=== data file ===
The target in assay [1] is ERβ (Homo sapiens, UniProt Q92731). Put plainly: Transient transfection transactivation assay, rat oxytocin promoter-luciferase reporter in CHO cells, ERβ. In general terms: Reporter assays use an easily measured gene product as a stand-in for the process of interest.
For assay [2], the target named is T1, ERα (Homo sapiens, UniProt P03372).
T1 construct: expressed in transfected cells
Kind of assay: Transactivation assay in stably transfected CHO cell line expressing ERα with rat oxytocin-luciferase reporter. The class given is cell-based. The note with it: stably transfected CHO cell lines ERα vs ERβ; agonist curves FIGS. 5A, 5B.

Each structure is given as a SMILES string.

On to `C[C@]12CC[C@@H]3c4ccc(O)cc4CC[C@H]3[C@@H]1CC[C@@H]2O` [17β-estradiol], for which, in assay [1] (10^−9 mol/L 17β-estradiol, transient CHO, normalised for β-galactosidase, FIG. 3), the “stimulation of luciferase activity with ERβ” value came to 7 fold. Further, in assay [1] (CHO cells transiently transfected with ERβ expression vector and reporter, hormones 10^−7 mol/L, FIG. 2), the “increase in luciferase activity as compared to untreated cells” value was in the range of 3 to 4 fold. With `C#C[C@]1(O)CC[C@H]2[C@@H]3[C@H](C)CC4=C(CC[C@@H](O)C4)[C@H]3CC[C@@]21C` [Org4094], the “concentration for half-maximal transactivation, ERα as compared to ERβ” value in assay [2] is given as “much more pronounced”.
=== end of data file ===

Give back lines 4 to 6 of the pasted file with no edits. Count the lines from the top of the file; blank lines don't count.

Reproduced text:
Kind of assay: Transactivation assay in stably transfected CHO cell line expressing ERα with rat oxytocin-luciferase reporter. The class given is cell-based. The note with it: stably transfected CHO cell lines ERα vs ERβ; agonist curves FIGS. 5A, 5B.

Each structure is given as a SMILES string.

On to `C[C@]12CC[C@@H]3c4ccc(O)cc4CC[C@H]3[C@@H]1CC[C@@H]2O` [17β-estradiol], for which, in assay [1] (10^−9 mol/L 17β-estradiol, transient CHO, normalised for β-galactosidase, FIG. 3), the “stimulation of luciferase activity with ERβ” value came to 7 fold. Further, in assay [1] (CHO cells transiently transfected with ERβ expression vector and reporter, hormones 10^−7 mol/L, FIG. 2), the “increase in luciferase activity as compared to untreated cells” value was in the range of 3 to 4 fold. With `C#C[C@]1(O)CC[C@H]2[C@@H]3[C@H](C)CC4=C(CC[C@@H](O)C4)[C@H]3CC[C@@]21C` [Org4094], the “concentration for half-maximal transactivation, ERα as compared to ERβ” value in assay [2] is given as “much more pronounced”.